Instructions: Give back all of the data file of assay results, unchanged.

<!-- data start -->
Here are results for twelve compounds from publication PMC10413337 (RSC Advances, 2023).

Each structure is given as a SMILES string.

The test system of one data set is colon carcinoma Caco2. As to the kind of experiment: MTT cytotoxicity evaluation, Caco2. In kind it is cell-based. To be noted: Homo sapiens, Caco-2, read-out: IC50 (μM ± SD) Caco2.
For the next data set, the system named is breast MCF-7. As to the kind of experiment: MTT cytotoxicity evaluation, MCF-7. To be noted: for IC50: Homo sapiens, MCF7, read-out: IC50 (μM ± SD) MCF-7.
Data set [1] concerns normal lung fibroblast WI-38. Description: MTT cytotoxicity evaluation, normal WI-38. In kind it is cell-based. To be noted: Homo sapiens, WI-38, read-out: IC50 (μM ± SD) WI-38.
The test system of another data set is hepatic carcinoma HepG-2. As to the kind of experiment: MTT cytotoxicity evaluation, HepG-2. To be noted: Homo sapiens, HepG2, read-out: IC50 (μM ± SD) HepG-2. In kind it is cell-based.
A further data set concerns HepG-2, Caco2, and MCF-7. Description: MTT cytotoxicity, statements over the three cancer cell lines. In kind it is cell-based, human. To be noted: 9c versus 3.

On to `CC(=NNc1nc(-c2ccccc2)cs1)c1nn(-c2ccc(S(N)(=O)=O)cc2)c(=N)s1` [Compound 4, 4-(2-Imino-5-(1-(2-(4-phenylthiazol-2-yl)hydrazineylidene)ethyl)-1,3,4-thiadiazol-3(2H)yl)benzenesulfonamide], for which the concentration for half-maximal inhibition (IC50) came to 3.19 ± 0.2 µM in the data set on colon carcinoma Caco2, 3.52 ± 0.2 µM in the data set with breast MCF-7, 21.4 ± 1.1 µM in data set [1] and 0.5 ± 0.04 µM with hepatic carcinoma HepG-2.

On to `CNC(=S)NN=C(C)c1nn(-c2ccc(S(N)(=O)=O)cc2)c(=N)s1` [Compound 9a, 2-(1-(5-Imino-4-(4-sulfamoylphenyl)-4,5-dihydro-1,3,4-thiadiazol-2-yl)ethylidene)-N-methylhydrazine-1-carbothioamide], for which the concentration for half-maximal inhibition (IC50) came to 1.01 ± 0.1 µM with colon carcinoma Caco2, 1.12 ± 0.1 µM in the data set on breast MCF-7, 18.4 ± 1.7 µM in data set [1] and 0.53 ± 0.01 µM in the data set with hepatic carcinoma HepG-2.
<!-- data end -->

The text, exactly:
Here are results for twelve compounds from publication PMC10413337 (RSC Advances, 2023).

Each structure is given as a SMILES string.

The test system of one data set is colon carcinoma Caco2. As to the kind of experiment: MTT cytotoxicity evaluation, Caco2. In kind it is cell-based. To be noted: Homo sapiens, Caco-2, read-out: IC50 (μM ± SD) Caco2.
For the next data set, the system named is breast MCF-7. As to the kind of experiment: MTT cytotoxicity evaluation, MCF-7. To be noted: for IC50: Homo sapiens, MCF7, read-out: IC50 (μM ± SD) MCF-7.
Data set [1] concerns normal lung fibroblast WI-38. Description: MTT cytotoxicity evaluation, normal WI-38. In kind it is cell-based. To be noted: Homo sapiens, WI-38, read-out: IC50 (μM ± SD) WI-38.
The test system of another data set is hepatic carcinoma HepG-2. As to the kind of experiment: MTT cytotoxicity evaluation, HepG-2. To be noted: Homo sapiens, HepG2, read-out: IC50 (μM ± SD) HepG-2. In kind it is cell-based.
A further data set concerns HepG-2, Caco2, and MCF-7. Description: MTT cytotoxicity, statements over the three cancer cell lines. In kind it is cell-based, human. To be noted: 9c versus 3.

On to `CC(=NNc1nc(-c2ccccc2)cs1)c1nn(-c2ccc(S(N)(=O)=O)cc2)c(=N)s1` [Compound 4, 4-(2-Imino-5-(1-(2-(4-phenylthiazol-2-yl)hydrazineylidene)ethyl)-1,3,4-thiadiazol-3(2H)yl)benzenesulfonamide], for which the concentration for half-maximal inhibition (IC50) came to 3.19 ± 0.2 µM in the data set on colon carcinoma Caco2, 3.52 ± 0.2 µM in the data set with breast MCF-7, 21.4 ± 1.1 µM in data set [1] and 0.5 ± 0.04 µM with hepatic carcinoma HepG-2.

On to `CNC(=S)NN=C(C)c1nn(-c2ccc(S(N)(=O)=O)cc2)c(=N)s1` [Compound 9a, 2-(1-(5-Imino-4-(4-sulfamoylphenyl)-4,5-dihydro-1,3,4-thiadiazol-2-yl)ethylidene)-N-methylhydrazine-1-carbothioamide], for which the concentration for half-maximal inhibition (IC50) came to 1.01 ± 0.1 µM with colon carcinoma Caco2, 1.12 ± 0.1 µM in the data set on breast MCF-7, 18.4 ± 1.7 µM in data set [1] and 0.53 ± 0.01 µM in the data set with hepatic carcinoma HepG-2.